Could it be that falling for a lie is causing the problem with our own courage to be vulnerable? The lie that says that even though God places value on us, we can't really believe it or accept it as the truth. I know that I have fallen for the lie. Most of my life I have kept people at arm's length emotionally due to these exact feelings of unworthiness. the feeling of being invisible.
Since we were designed by God for a relationship with Him and with others, this causes all kinds of problems. Brown says that we try to numb the feelings of loss by distracting ourselves with things that will never fill the void. I have experienced this exact phenomena in my own life and it has been extremely destructive.
She also says that we become very black and white in our thinking, with no room for differences, we try to perfect things in order to feel better about ourselves (such as overachieving in our own lives or our kids'), and we underestimate the affect our behavior does have on other people. We can easily fall into the trap of thinking that we simply don't matter so why try.
All of these things are damaging to ourselves and to those in our lives. But, we don't have to give into the lie. Here are some of the things that I have had to learn to do in order to combat it:
- Some have described the Bible as God's love letter to His people. Discover how much God loves you and how valuable you are to Him as you read His Word. Remember that for some reason He thought that we were even worth His Son's life . Now that's something.
- Believe that God finds us valuable. It's one thing to read it but ask Him to help you believe it and not fall for the lie.
- Confess the feelings of shame and worthlessness as sin. This one is a tough one but anytime we choose to believe satan over God, we have chosen to follow the wrong god. Who we follow, we worship. Just remember that confessing sin doesn't bring us more shame but frees us from the bondage the sin puts us in. We can fall right back into the relationship we were made for.
- Be aggressive in fighting the lie. Pray for help to see when you have been trapped because sometimes it's hard to see the lie for what it is.
- Accept imperfection. We are all imperfect and even though we all have things we need to work on, we need to accept our humanity.
- Start finding ways to connect, even it's hard. Look for safe people to start practicing your vulnerability and begin to let people get glimpses into the real you.
Satan is tricky so be careful. He will try to trip you up however he can. A few years ago I was seeing a counselor during a traumatic time in my life when behaviors used to compensate for the very disconnect I have been describing in a close relationship had been exposed,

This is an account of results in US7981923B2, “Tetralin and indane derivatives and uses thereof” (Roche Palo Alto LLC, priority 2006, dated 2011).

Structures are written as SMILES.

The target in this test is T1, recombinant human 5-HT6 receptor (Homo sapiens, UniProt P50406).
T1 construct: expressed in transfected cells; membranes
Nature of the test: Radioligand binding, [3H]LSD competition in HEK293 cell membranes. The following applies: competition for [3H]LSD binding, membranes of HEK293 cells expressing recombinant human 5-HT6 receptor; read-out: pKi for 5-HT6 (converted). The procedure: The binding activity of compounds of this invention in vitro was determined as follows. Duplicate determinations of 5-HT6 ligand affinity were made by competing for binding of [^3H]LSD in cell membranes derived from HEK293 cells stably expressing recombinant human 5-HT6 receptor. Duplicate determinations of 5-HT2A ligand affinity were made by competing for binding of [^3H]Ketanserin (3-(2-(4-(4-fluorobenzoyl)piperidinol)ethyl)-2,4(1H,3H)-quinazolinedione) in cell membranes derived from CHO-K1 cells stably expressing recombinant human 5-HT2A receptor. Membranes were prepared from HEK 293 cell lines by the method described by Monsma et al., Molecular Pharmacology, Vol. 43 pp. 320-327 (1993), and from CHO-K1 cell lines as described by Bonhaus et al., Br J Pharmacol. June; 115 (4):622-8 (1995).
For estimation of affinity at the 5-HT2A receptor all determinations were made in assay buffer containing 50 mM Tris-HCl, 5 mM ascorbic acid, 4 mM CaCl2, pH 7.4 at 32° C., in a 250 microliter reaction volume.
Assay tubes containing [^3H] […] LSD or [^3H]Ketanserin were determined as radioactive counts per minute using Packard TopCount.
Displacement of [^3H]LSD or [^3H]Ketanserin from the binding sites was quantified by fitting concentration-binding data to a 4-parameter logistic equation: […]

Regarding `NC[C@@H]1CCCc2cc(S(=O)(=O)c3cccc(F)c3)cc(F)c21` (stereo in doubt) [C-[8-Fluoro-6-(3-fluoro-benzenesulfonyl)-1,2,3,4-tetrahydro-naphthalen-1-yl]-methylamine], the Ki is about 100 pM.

He helped me to see that I had allowed a couple of key people in my life to deflect the shame they had felt for things in their life onto me and I readily accepted the blame. I not only carried the responsibility of my own sin, but I felt responsible for their's as well.
Later that night, I was having quite a pity party. My sense of worth was at an a time low when I heard myself telling God that of course I'm worthless. In fact, I am so worthless that I didn't even have a middle name.
Saying that out loud caught me by surprise. I didn't have a middle name but I had fooled myself into thinking that it didn't bother me. My mom told me that she simply couldn't come up with one that she liked, but now I see that it had only been one piece of the evidence that I had used to prove that I had little value. Everyone at least had a middle name!
That is when God spoke to me directly. The Bible says that when the Shepherd speaks, we will know that it is His voice and I surely did. He said that He that would give me my middle name. I was afraid to even dare ask but I asked Him what that name would be. He said..."Beloved".
Now, I could come up with a lot of names that I could use and "Beloved" would not have been on the list. But, it was the name He chose and I need to accept the fact that it is the way He sees me.
I've had a hard time accepting this truth because the feelings of shame and worthlessness run deep. But, I need to believe it and you can too because He sees you the same way. When we believe it we can live the way He wants us to live; in obedience to Him and in relationship with Him and others.
Hopefully this will help you. If it does, let me know! Blessings